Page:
COVID-19 Research by the Numbers

Math and statistics students began studying the potential spread in January
Majid Bani-Yaghoub, Ph.D.

Before many people were aware of the COVID-19 virus and its potential for broad infection, UMKC students were building predictive models of its possible spread.

Majid Bani-Yaghoub, Ph.D. (known as Dr. Bani), associate professor and chair of the Department of Mathematics and Statistics, focuses on mathematical modeling in several areas of study including health and biomedicine. He had been following the scientific reports of the new virus in China and incorporated it into his Graduate Differential Equations class.

“I was following the news in January, and I knew modeling and analysis of the virus would be a good fit with this course,” he says. “Our work is continuing. We have three different groups using epidemiology, math and statistical models and numerical simulations to see how the virus is affected by policy.”

In addition to following the progress of COVID-19, they are using optimal control theory, to predict the best way to minimize spread.

“Analyzing which combination of control measures gives us the best result and provides a good understanding of how to stop the spread of the virus,” Bani says.

Hope Mertz, MS ‘20, Science and Mathematics, studied the spread of COVID-19 for her research project. She was not that familiar with the virus when she enrolled.

“I had just started hearing about what was happening in China, so when Dr. Bani started talking about the project, my partner [Kodi Kuhlmann] and I jumped at the chance to work on something so pertinent.”

At the time, it appeared that the virus was only spreading in a small part of China. Bani shared the website for research articles at John Hopkins University and Mertz began to think that virus was spreading further and faster than reported.

COVID-19 Model of Travel Dynamics graphic

“We modeled the spread from Wuhan City to New York City via their main travel hubs,” Mertz says. “We could see that the reported number of cases was a huge understatement. I could not force my model to give me numbers as small as what was being reported.”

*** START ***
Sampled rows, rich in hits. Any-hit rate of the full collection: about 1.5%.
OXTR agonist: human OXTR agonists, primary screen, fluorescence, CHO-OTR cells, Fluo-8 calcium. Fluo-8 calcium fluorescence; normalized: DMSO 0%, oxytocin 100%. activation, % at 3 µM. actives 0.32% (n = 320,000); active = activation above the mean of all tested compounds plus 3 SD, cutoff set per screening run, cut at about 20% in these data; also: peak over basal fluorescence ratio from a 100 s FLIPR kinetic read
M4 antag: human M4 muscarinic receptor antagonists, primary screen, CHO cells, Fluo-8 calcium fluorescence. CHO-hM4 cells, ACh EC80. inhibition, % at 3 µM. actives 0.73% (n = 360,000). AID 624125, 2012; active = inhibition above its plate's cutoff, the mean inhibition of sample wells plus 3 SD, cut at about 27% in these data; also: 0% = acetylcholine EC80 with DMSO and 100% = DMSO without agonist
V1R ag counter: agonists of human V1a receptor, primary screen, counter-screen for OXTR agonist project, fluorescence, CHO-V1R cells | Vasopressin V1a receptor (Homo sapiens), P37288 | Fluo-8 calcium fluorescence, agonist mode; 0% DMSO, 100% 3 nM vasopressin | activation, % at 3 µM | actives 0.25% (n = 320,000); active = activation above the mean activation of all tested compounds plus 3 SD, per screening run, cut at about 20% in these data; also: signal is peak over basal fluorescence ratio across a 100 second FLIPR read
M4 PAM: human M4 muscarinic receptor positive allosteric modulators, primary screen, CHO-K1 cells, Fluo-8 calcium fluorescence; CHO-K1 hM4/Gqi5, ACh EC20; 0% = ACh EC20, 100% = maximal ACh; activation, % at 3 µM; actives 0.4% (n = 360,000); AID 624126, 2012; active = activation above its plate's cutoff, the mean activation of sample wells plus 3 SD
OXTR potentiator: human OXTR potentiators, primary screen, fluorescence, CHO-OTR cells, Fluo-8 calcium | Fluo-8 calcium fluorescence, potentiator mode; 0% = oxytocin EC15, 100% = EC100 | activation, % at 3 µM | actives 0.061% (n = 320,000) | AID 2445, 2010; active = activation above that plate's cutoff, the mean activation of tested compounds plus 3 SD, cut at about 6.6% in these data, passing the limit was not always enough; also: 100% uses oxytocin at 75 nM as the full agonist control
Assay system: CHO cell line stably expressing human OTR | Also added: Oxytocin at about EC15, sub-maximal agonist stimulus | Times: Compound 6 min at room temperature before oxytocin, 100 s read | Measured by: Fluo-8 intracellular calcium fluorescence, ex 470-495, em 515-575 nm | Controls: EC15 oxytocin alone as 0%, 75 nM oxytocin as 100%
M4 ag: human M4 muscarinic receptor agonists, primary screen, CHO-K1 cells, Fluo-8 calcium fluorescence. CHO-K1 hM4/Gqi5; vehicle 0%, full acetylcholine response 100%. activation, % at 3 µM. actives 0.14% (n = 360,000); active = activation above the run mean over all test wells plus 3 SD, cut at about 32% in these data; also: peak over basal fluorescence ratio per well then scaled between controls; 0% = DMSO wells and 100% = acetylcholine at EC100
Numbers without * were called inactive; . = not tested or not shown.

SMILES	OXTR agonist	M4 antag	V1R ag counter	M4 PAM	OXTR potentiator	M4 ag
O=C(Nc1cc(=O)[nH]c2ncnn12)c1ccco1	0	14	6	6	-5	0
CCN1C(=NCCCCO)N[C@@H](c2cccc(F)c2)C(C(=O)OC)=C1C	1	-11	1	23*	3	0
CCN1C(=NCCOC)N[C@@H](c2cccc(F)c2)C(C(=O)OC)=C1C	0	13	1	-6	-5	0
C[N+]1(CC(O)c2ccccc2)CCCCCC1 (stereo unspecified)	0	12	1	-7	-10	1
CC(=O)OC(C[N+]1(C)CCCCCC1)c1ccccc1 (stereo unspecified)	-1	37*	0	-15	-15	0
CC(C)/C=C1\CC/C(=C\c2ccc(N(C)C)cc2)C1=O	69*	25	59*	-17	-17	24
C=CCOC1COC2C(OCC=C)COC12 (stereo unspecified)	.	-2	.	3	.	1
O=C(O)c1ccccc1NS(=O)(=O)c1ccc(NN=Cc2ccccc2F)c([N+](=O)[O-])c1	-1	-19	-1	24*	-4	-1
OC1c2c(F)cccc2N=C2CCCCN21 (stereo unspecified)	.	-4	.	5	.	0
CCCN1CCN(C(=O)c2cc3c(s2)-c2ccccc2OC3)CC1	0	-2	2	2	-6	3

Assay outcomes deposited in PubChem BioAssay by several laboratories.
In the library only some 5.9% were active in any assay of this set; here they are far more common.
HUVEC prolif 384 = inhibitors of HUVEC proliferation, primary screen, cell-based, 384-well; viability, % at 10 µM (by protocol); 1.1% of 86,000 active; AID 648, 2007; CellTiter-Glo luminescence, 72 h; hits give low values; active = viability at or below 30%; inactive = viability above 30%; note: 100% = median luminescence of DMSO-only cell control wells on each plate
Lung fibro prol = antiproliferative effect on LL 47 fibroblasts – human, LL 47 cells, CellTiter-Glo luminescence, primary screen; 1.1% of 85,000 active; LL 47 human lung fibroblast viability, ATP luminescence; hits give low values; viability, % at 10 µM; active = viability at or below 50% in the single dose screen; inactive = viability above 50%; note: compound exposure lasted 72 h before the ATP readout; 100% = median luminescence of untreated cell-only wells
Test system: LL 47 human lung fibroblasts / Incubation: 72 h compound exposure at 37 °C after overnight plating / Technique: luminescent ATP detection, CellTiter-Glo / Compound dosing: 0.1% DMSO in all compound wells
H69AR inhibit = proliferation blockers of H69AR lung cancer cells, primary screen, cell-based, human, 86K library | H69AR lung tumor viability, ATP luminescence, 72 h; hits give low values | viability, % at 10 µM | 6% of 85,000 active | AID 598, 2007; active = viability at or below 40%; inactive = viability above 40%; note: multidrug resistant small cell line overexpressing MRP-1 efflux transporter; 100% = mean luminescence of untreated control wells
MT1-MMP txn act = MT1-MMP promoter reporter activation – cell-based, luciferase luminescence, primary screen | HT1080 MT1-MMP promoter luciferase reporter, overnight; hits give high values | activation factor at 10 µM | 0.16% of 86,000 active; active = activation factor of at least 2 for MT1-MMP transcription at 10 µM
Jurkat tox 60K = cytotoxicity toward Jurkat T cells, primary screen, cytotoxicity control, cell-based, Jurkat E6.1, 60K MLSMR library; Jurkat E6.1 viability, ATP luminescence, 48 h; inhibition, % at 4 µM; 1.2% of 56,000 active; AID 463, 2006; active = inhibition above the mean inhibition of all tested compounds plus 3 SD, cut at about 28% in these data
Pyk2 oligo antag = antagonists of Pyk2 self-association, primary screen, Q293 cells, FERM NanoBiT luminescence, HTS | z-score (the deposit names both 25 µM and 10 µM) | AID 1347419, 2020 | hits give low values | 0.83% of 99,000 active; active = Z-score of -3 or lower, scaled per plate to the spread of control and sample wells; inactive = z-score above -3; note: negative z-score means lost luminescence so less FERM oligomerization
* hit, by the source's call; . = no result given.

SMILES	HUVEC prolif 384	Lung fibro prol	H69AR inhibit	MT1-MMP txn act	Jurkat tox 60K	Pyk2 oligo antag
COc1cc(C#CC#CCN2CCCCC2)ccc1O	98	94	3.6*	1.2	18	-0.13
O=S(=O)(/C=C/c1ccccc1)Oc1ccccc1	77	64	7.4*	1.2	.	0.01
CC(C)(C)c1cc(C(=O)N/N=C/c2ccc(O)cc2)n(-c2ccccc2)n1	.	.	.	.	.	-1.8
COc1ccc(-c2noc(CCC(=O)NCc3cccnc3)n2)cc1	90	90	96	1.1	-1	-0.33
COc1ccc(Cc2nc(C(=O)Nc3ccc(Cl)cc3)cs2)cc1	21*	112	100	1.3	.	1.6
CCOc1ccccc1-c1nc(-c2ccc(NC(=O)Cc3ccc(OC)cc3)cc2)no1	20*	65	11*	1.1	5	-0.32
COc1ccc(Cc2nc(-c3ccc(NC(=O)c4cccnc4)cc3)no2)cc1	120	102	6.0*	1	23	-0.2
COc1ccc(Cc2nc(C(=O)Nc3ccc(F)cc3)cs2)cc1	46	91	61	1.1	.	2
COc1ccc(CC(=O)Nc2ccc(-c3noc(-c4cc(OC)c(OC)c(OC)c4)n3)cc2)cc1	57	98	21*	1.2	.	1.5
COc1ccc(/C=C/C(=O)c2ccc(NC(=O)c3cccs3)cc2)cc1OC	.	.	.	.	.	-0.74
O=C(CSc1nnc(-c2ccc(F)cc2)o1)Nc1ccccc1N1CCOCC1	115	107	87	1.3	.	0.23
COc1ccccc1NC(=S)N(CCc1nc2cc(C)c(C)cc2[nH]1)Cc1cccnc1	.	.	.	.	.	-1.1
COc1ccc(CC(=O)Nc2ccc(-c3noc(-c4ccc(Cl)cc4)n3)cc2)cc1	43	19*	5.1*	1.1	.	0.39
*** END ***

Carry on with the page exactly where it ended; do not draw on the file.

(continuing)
Besides the student projects, research on COVID-19 has yielded successful collaborations with other faculty members. Using existing resources through the UMKC Institute for Data Education, Analytics and Science, Bani has recently started research on drug repurposing with Bi-Botti Celestin Youan at the School of Pharmacy and Liana Sega, also in the Mathematics and Statistics Department in the College of Arts and Sciences.

“There are millions of untested drugs,” he says. “We can use predictive modeling, machine learning techniques and some abstract areas of mathematics such as persistent homology to explore how we could use an existing drug as a solution for the problem.”

While he is certain of the quality of his team’s work, Bani cannot predict the likelihood of another surge.

"We could see that the reported number of cases was a huge understatement. I could not force my model to give me numbers as small as what was being reported.”- Hope Mertz

“Math models are as accurate as the data,” he says. “From what we see so far, we hope that there’s a down trend, but we are not 100% sure about the data.”

Bani says we will know more once more businesses are open and more people are out.

“The spread could be really rapid, and we should follow the CDC guidelines to prevent the second wave,” he says. “We are relying on each individual. This is proven epidemiology – each person can make a difference.”

He notes that the basic reproduction number is an essential threshold value. If the average number of newly infected people caused by an infected individual is less than one, then the virus will die out.

“Social distancing and mask wearing are effective in preventing virus transmission,” he says. “We need to get used to these measures.”

Along with the other projects, Mertz and Kuhlmann’s modeling approach and research results were presented at the UMKC Sixth Annual Math & Stat Research Day on April 17.

Learn more about College of Arts and Sciences

Published: Jun 8, 2020

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